Still this bill is a start – a big first step.  Our hats are off to Rep. McMillin and his eight Republican colleagues who co-sponsored.  They seem to have focused on the property rights and Fourth Amendment issues. We do not see smart meters as a partisan issue, however, and would hope that Democrats in the House might introduce their own proposal that would broaden the final legislation to include more focus on the health effects and possible remedies for that.

To read the actual proposed legislation, click here.

MPSC SLEIGHT OF HAND

Aside

January 26, 2012, Revised February 3rd Sadly we must report that our earlier optimism concerning the investigation of ‘smart’ meters by the Michigan Public Service Commission (MPSC) may not have been warranted.  We thought there was hope they would give us a fair and transparent review of our smart meter complaints.  After all nine city governments had asked for a proper investigation and eight of those governments had specifically mentioned they wanted the health effects thoroughly considered.   Health effects have been a big part of the public uproar.

Yet a careful re-reading of the Commission’s Order of January 12th indicates that health effects were not included in the list of issues to be considered.  And we think we have discovered the reason for this.

The Commission actually defines the scope of its Order by the way in which it summarizes the concerns expressed by the nine city governments.  Instead of an accurate restatement of what the cities are all asking for we see this curious language: “investigate the safety of the physical attachment of a smart meter to a residential dwelling house”.  None of the nine city governments used such a phrase.  Rather nearly all of them had specifically asked for a review of the “health and safety” issues related to smart meters.  The use by the various cities of both the words “health” and “safety” clearly indicates that, in the minds of city officials, these two words mean two different things.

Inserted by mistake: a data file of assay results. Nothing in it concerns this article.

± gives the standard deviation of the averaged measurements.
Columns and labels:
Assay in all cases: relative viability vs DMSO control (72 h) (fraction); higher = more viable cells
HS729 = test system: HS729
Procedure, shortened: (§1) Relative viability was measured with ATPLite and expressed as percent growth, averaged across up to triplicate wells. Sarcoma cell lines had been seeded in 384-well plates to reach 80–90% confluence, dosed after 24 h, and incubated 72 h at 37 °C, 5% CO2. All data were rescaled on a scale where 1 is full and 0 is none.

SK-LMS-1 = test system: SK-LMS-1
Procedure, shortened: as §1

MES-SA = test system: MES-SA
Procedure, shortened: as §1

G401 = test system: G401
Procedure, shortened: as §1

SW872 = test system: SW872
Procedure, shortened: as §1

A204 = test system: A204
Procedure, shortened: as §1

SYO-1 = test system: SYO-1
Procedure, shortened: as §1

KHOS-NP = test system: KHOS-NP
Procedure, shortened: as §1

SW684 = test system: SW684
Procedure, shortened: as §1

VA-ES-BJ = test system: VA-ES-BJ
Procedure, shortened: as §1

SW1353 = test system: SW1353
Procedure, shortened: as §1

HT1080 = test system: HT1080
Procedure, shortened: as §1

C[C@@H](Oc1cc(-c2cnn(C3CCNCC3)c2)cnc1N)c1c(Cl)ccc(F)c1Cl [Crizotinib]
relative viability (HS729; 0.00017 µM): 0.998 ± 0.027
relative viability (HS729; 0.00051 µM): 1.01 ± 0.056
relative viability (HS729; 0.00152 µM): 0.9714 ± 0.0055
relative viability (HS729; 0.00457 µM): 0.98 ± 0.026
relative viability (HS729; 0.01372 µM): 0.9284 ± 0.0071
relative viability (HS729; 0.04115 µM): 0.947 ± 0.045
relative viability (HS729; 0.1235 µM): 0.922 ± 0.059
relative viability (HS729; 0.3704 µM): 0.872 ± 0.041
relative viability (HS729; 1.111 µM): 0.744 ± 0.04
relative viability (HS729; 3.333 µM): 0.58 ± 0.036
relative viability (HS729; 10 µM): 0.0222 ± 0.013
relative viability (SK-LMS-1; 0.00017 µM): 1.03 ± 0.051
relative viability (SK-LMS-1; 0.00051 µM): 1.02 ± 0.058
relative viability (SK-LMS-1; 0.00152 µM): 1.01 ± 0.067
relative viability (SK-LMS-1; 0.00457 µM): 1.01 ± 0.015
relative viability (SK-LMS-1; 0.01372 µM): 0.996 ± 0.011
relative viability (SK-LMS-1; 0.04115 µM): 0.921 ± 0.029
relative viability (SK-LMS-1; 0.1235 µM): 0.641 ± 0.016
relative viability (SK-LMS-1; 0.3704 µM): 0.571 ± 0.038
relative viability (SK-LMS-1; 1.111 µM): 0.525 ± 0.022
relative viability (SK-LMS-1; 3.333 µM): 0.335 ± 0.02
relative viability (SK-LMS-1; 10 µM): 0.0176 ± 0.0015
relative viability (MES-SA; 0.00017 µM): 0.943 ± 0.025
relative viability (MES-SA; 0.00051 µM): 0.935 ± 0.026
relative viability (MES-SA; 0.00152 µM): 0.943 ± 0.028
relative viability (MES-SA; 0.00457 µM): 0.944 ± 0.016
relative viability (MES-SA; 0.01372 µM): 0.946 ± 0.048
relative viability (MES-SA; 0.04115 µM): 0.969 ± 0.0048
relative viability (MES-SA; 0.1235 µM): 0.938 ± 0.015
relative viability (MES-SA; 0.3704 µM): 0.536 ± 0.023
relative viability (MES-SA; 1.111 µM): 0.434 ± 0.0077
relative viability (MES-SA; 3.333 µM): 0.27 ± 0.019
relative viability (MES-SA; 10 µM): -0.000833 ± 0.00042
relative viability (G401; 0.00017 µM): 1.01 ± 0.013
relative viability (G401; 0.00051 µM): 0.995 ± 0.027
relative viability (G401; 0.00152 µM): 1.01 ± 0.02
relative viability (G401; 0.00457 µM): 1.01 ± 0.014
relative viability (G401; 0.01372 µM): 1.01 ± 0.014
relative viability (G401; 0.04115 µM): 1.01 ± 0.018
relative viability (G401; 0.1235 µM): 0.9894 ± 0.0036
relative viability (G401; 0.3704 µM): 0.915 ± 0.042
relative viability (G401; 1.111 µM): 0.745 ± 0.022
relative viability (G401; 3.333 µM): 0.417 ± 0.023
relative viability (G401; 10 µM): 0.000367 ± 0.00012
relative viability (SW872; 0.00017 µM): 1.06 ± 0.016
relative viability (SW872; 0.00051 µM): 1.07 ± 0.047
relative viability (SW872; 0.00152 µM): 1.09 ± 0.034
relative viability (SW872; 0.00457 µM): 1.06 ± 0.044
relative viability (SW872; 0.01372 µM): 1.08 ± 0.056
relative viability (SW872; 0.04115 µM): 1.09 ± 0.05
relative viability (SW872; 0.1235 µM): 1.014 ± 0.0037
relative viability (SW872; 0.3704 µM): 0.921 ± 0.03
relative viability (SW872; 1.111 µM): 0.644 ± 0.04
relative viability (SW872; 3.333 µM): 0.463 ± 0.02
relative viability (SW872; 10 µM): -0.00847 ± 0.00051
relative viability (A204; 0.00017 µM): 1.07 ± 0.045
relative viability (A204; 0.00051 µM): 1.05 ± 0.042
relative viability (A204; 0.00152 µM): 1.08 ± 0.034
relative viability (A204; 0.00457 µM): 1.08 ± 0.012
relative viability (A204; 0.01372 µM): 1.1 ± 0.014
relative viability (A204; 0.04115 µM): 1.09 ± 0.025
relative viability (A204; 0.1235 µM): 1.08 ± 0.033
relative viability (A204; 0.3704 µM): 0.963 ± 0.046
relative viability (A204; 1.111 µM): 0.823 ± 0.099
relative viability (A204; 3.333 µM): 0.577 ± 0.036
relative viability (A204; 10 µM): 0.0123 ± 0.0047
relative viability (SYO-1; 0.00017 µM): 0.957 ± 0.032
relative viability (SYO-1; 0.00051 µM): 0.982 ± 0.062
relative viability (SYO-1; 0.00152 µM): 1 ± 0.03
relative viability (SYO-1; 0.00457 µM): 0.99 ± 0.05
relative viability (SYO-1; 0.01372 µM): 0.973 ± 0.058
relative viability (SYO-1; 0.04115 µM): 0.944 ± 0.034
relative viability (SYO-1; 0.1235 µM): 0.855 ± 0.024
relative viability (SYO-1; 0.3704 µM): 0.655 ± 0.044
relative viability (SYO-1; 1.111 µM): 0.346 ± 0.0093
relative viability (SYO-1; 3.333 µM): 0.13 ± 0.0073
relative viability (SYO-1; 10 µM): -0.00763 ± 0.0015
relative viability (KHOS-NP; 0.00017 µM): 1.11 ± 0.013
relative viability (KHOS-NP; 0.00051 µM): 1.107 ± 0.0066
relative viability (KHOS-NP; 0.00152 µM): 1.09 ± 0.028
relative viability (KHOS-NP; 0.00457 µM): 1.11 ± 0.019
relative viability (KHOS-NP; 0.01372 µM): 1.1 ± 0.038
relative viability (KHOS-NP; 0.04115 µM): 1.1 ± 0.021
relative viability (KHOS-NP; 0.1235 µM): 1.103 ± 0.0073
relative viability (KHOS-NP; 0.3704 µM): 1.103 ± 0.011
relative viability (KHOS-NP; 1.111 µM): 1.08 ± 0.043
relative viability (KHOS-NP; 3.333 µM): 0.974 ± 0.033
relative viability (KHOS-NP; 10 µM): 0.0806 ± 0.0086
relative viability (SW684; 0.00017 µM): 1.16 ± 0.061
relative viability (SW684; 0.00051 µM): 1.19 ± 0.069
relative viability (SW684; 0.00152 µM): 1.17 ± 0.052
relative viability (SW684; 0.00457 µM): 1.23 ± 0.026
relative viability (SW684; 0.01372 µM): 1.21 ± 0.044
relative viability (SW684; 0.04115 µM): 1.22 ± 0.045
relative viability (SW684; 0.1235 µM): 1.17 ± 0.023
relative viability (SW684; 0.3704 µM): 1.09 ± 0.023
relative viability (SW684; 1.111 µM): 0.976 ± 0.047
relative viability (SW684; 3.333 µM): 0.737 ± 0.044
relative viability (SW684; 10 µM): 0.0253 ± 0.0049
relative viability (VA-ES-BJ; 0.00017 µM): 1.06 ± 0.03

The directions in the Order to the various utilities, and to its own staff when preparing the final report, refer back to the issues as (inaccurately) phrased in the summary of what the cities requested.

(The above two paragraphs were added at the suggestion of one of our members to add additional clarity)

Nearly all of the nine city governments also asked the Commission to put a hold on any further deployments until the Commission could complete a thorough review.  But there is no hold – and the utilities have made it plain they are going forward full speed.  By the time this investigation winds up in June DTE alone might well have installed another half million meters.  If the Commission thought there was any real chance they were going to find the privacy or safety protections inadequate would they not want to prevent any more damage being done until their investigation is complete?

The key to why health effects were excluded from the present study we think is to be found in a study the Commission ordered from its own staff last summer culminating in a report dated August 3rd, 2011.  The report was titled “REPORT ON THE IMPACT OF RADIO FREQUENCY EMISSIONS FROM SMART METERS”.  A link to the full text of that report may be found at the end of this article.